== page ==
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Archive for the ‘Concurrency’ Category

How to avoid concurrent edits to same Record without locking at the Database level?
Every table which could have a concurrency problem should have a column called rowstate. This column must have a value 1 when the record is inserted.



Here is how the RowState column will be used for resolving conflicts that could arise due to concurrency. Consider the scenario where two users are trying to modify the same record. The following will be the flow:
1. User A requests for the Record.
2. The Record is sent to User A with the RowState value reading “1”.
3. User B requests for the Record.
4. The Record is sent to the User B with the RowState value reading “1”.
5. Now both users are viewing data which are replica of each other.
6. Now say User B makes changes and submits the changes.
7. The record is updated in the database with the new values as specified by the user and the RowState value is updated to “2”.
8. Now User A submits the changes. The database will now not be updated as the RowState that we will get from User A will be “1” whereas the value of the RowState in the database is “2”. The User A will now be prompted that the data has changed between the time the user viewed it and the time the user tried to save it. The user will be shown the new values (as modified by User 2) and will be asked to redo the changes.
This way we will prevent concurrent users from inadvertently overriding each other’s changes.
In relational world, this is generally referred to as optmistic locking


An example …
An employee gets a pay-hike of 20% for his excellent performance and also a hike of
5% based on the performance of the company. Employee salary record can be updated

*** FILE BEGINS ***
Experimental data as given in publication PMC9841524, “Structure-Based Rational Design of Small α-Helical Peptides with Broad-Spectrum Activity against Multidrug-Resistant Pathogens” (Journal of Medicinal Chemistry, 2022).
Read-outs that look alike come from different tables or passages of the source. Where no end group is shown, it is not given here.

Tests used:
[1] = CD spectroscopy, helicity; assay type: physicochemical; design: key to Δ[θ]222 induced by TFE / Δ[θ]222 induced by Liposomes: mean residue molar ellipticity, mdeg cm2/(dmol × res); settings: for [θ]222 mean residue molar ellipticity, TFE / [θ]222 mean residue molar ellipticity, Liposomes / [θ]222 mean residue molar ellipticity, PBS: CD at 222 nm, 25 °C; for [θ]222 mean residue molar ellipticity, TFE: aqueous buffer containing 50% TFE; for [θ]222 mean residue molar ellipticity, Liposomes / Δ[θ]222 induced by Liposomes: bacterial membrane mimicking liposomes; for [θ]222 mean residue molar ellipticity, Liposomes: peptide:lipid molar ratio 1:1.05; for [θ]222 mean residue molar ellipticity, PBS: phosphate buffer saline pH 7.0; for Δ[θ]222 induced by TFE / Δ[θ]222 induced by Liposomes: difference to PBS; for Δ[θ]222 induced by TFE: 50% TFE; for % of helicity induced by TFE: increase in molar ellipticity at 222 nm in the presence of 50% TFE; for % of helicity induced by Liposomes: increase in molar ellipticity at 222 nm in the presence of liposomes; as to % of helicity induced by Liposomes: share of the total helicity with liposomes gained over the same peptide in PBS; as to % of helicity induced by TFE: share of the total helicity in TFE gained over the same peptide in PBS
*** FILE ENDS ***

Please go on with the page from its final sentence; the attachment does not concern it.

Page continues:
in HRMS. Local-HR wants to update the employee-salary with 20% hike and Corporate-HR
wants to update the employee-salary with 5% hike.

Both Local-HRManager and Corporate-HRManager open employee-salary update screen
at the same time. If the existing salary is Rs.10,000, both have read it as Rs.10,000.
Local-HRManager updates it to Rs. 12,000 (20% hiked). Corporate-HRManager updates it
to Rs. 10,500 (5% hike). Since the second update has been done by Corporate-HRManager,
effectively employee got a hike of Rs.500 which by no means is acceptable 🙂
Logically, if the employee salary record needs to be updated in the order of local
followed by corporate, then the updated employee salary should have been Rs.12,600.

With optimistic-locking, when Corporate-HRManager tries to update the salary record,
the record-version he/she has read does not match with the current record-version
in the salary table. Hence the transaction would be canceled asking the Corporate-HRManager
to “Retry after fetching the details once again”.

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